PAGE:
“We’re not talking about a certain type of sexual activity. We’re talking about sexually explicit of any sort. It doesn’t belong in front of the eyes and in the minds of kids,” Sen. Angela Paxton, R-McKinney, said during a Senate debate Tuesday night. Paxton shepherded the measure through that chamber. [Senator Paxton is the wife of State Attorney General Ken Paxton, who was just impeached for multiple financial crimes by the Texas House.]

Paxton said the bill will mostly affect large vendors, as just 50 companies sell most books purchased by Texas public schools, and three giants are responsible for the bulk of titles in campus libraries.

“If vendors want to sell books in Texas, they certainly have a vested interest in making sure it’s done properly,” she added.

But while those large vendors may be able to more easily bear the extra costs associated with this bill if it becomes law, it will be more difficult for the roughly 300 independent bookstores in Texas that have much smaller profit margins overall than the giants.

It’s common for stores to offer discounts for teachers, librarians and schools, which means the margins on those sales are lower.

For example, a librarian might give the store a list of 150 books they want to buy, at an average of 200 pages each. If this bill becomes law, the store will need to pay someone to read and rate each of those books, and run the risk of being punished by the Texas Education Agency if they get it wrong.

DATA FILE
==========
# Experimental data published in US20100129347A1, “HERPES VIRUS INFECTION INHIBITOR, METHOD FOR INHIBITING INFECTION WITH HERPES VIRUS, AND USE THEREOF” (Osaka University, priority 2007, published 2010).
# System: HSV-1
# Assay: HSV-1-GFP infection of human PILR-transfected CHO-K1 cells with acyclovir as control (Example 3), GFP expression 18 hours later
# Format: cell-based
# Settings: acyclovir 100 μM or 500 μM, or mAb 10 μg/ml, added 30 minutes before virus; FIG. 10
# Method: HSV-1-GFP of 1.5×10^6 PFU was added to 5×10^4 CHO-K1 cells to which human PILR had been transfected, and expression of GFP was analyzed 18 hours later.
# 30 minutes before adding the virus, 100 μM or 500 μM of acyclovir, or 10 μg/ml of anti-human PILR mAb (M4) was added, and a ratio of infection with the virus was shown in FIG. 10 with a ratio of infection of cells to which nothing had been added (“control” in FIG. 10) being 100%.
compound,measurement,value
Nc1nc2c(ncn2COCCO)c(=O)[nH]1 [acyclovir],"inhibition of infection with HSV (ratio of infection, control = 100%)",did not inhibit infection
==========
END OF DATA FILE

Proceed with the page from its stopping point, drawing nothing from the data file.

This could either make it more expensive for schools to buy books or make such sales infeasible for small bookstores, said Elizabeth Jordan, general manager of Nowhere Bookshop in San Antonio. Her store had a goal of increasing its share of sales to schools to about 15 percent of its total business, she said, but that will no longer be possible.

“If I am selling a book to a school, I will have to have read the whole book to determine if it’s sexually relevant or sexually explicit. And both of those things, I think, are pretty subjective, and I might rate them differently than others might,” she said. “I don’t see why I would put myself at risk to do that. If all the onus is on me, all the liability is on me, and it’s not a job I’m trained to do or my employees are trained to do….

In addition, the bill requires stores to retroactively rate every book they’ve ever sold that is still “in active use by (a) district or school.”

“The way the bill is written right now is that not only can we get in trouble for what we sell to a school, we can get in trouble for something we sold 10 years ago to a school,” Koehler said.

When Ron DeSantis launched his candidacy on Twitter, he scoffed at the notion that schools were banning books in Florida. That alone should disqualify him, based on what we have seen, heard and read about the state’s encouragement of banning books that refer to gays or racism. A complaint by a single parent is sufficient to get a book removed from the school library. Most recently, a parent at an elementary school complained about Amanda Gorman’s poem “The Hill We Climb,” which she read at President Biden’s inauguration. The poem is now available to middle school children, but not to those in the elementary school.